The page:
In that apology, the House of Representatives admitted that slavery and racial prejudice “became entrenched in the Nation’s social fabric” and that “African-Americans continue to suffer from the complex interplay between slavery and Jim Crow — long after both systems were formally abolished — through enormous damage and loss, both tangible and intangible, including the loss of human dignity, the frustration of careers and professional lives, and the long-term loss of income and opportunity.” [2]

Not only did the government admit a moral obligation through apology, but they admitted that the impact of slavery continues to this day and that it includes financial loss and opportunity loss. The injustice of slavery and oppression continues today and that injustice is not simply one of past moral failure but one of tangible loss.

C4. The precedent of the US government providing reparations in the form of financial disbursement means that reparations can be actionable.

There is a significant precedent for the US government providing actionable reparations for past wrongs through financial restitution. The Civil Liberties Act of 1988 provided financial reparation for the Japanese-American Internment Camps [3] and the US government has been continuously giving Native American tribes tangible, actionable reparations through land.

It is clear that the US government is willing and capable of providing economic reparations in order to give each their due and rectify continuing injustice.

  1. 1. http://www.thefreelibrary.com...
  2. 2. https://www.govtrack.us...
  3. 3. http://www.civics-online.org...

Debate Round No. 1
titanic1216

Con

titanic1216 forfeited this round.
Ellison

Pro

Ellison forfeited this round.
Debate Round No. 2
titanic1216

Con

titanic1216 forfeited this round.
Ellison

Pro

Ellison forfeited this round.
Debate Round No. 3
titanic1216

Con

titanic1216 forfeited this round.
Ellison

Pro

Ellison forfeited this round.
Debate Round No. 4
titanic1216

Con

titanic1216 forfeited this round.
Ellison

Pro

Ellison forfeited this round.
Debate Round No. 5
2 comments have been posted on this debate. Showing 1 through 2 records.
Posted by LostintheEcho1498 1 year ago
LostintheEcho1498
I think you spent a lot of time and effort making a beginning argument, but for the size of debate you have laid out, you should set up some structure ex. round 1 accept round 2 arguments round 3 rebuttals round 4 more arguments round 5 finishing rebuttals. It can be something different, but I can say personally that when I look at this, I see an enormous argument and that's it. Just an attempt at constructive criticism, if that.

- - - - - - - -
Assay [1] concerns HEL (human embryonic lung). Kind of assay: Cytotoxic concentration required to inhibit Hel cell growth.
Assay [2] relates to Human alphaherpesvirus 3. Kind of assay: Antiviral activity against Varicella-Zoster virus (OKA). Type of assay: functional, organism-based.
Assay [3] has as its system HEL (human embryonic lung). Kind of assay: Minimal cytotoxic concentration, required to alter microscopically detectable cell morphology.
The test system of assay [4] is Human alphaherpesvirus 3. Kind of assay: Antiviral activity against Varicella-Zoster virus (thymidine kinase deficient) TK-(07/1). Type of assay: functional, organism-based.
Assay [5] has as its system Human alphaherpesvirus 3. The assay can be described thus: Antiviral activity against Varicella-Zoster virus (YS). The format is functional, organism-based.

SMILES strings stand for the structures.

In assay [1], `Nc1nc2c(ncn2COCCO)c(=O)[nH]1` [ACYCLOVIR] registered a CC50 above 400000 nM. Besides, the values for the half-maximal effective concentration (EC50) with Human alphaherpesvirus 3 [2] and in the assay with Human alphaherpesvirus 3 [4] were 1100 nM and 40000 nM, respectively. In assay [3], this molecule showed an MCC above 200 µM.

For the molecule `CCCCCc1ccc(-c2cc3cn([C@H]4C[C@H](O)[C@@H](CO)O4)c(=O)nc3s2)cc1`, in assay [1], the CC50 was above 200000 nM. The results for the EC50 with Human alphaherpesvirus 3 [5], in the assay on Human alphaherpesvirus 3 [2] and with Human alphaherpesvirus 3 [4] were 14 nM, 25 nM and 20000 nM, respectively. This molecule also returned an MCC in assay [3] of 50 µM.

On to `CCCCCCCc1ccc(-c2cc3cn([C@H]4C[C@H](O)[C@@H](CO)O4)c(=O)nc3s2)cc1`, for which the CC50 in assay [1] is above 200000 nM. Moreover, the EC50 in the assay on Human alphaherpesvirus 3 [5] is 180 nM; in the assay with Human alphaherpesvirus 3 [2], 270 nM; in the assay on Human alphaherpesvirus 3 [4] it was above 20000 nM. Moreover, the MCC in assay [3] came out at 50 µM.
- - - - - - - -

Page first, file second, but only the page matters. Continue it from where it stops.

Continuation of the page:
Posted by Zarium 1 year ago
Zarium
Whilst I do not condone Slavery, past or present - Someone being forced to pay reparations will actually have an adverse effect in my opinion - The people accused of their ancestors having slaves and a reparation being demanded, them paying the reparation is technically accepting guilt on the subject.

The fact alone that ancestors did something that was reprehensible should not mean that the following generations be put in the 'name and shame' corner - This does not nullify that Slavery itself was bad, but keeping the grudges alive - no matter how 'justified' it is - cannot be maintained.... It will start a loop of bad feeling and grudges (We cannot assume that everyone who pays the reparations will not hold a personal grudge of giving their hard earned money to someone else). This could cause repercussions, which would just cycle the blame game around to a new round.
I feel that the government should make a public apology, maintain their current policies regarding the reparations for the ancestors of slaves - for their ordeals the ancestors had to face, but to organize each individual who had ancestors directly responsible, Is an unfair shifting of the blame.

Again - This is no way supports Slavery, and I do believe that those affected by it receive some kind of recognition - They had an uphill battle to simply be accepted as people - and deserve recognition for how far they have come (No matter how much it shouldn't have been addressed to begin with).
However - what has happened, has happened - We need to start moving forward instead of stagnating, as this fosters separation between citizens - The Ideal should be for each to acknowledge that no matter one's beginning, all are one, and one are all now.

Good debate topic though, I like your ideals there.